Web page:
tcp        0      0 0.0.0.0:ssh             0.0.0.0:*               LISTEN     
tcp        0      0 localhost:ipp           0.0.0.0:*               LISTEN     
tcp        0      0 rhel.test:39148         a173-222-212-251.:https ESTABLISHED
tcp        0      0 rhel.test:39150         a173-222-212-251.:https ESTABLISHED
tcp        0      0 rhel.test:39146         a173-222-212-251.:https ESTABLISHED
tcp6       0      0 [::]:hostmon            [::]:*                  LISTEN     
tcp6       0      0 [::]:sunrpc             [::]:*                  LISTEN     
tcp6       0      0 [::]:ssh                [::]:*                  LISTEN     
tcp6       0      0 localhost:ipp           [::]:*                  LISTEN 

This gives you a much more user-friendly readout of the TCP connections only.

List only UDP port connections

The same filter can be used to pull UDP connections down. Seen here:

[tcarrigan@rhel ~]$ netstat -au
Active Internet connections (servers and established)
Proto Recv-Q Send-Q Local Address           Foreign Address         State      
udp        0      0 0.0.0.0:35709           0.0.0.0:*                          
udp        0      0 rhel.test:domain        0.0.0.0:*                          
udp        0      0 127.0.0.53:domain       0.0.0.0:*                          
udp        0      0 0.0.0.0:bootps          0.0.0.0:*                          
udp        0      0 rhel.test:bootpc        0.0.0.0:*                          
udp        0      0 0.0.0.0:sunrpc          0.0.0.0:*                          
udp        0      0 localhost:323           0.0.0.0:*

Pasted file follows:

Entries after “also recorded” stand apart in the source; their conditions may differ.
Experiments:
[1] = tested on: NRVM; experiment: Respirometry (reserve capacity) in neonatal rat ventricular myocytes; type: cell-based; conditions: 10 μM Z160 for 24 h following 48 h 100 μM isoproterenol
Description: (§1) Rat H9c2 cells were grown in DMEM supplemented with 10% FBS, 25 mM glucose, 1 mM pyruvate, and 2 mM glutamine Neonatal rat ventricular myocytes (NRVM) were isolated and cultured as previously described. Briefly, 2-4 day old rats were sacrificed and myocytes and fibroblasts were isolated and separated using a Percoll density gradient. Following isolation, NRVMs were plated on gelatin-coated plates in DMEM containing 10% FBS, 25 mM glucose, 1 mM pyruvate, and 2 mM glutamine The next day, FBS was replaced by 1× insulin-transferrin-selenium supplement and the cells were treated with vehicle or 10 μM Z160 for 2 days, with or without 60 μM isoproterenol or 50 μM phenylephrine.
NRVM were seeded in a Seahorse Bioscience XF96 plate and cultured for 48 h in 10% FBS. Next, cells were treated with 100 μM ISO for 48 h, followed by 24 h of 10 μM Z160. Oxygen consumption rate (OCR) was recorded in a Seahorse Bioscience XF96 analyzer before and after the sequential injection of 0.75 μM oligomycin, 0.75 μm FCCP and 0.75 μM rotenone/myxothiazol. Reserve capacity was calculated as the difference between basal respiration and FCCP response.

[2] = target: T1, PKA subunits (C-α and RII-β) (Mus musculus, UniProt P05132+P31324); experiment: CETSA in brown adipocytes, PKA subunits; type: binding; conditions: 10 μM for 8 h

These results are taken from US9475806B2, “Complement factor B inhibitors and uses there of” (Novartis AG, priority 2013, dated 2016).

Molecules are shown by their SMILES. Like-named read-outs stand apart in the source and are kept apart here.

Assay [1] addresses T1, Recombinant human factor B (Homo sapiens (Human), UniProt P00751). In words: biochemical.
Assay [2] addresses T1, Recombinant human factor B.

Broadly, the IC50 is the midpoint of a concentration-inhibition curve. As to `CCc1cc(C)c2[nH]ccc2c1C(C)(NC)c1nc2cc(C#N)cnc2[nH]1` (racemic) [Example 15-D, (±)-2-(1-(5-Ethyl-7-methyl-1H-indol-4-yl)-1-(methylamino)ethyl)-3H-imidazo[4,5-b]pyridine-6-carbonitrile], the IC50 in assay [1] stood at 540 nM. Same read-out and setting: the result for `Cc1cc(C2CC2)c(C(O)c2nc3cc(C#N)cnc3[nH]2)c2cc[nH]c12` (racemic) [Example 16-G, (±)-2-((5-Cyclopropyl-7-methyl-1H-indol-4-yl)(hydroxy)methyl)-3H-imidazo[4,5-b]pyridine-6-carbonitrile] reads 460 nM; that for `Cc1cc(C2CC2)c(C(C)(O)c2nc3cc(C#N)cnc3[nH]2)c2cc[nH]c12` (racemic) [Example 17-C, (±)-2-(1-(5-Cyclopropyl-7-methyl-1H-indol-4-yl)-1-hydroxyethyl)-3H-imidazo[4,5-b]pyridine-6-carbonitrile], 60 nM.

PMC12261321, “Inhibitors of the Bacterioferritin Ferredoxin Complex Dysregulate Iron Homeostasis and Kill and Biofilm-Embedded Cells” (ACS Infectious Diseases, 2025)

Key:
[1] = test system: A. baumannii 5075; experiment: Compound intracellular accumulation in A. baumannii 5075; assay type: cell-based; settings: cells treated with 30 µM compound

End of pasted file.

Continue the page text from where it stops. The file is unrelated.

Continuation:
udp        0      0 0.0.0.0:mdns            0.0.0.0:*                          
udp        0      0 0.0.0.0:hostmon         0.0.0.0:*                          
udp6       0      0 [::]:39874              [::]:*                             
udp6       0      0 [::]:sunrpc             [::]:*                             
udp6       0      0 localhost:323           [::]:*                             
udp6       0      0 [::]:mdns               [::]:*                             
udp6       0      0 [::]:hostmon            [::]:*                

List all actively listening ports

To list all actively listening ports (both TCP and UDP), use the following command:

[tcarrigan@rhel ~]$ netstat -l
Active Internet connections (only servers)
Proto Recv-Q Send-Q Local Address           Foreign Address         State      
tcp        0      0 0.0.0.0:hostmon         0.0.0.0:*               LISTEN     
tcp        0      0 0.0.0.0:sunrpc          0.0.0.0:*               LISTEN    
udp        0      0 0.0.0.0:35709           0.0.0.0:*                          
udp        0      0 rhel.test:domain        0.0.0.0:*                         
Active UNIX domain sockets (only servers)
Proto RefCnt Flags       Type       State         I-Node   Path
unix  2      [ ACC ]     STREAM     LISTENING     38124    @/tmp/.ICE-unix/2276
unix  2      [ ACC ]     STREAM     LISTENING     41812    /tmp/.X11-unix/X0
unix  2      [ ACC ]     STREAM     LISTENING     38125    /tmp/.ICE-unix/2276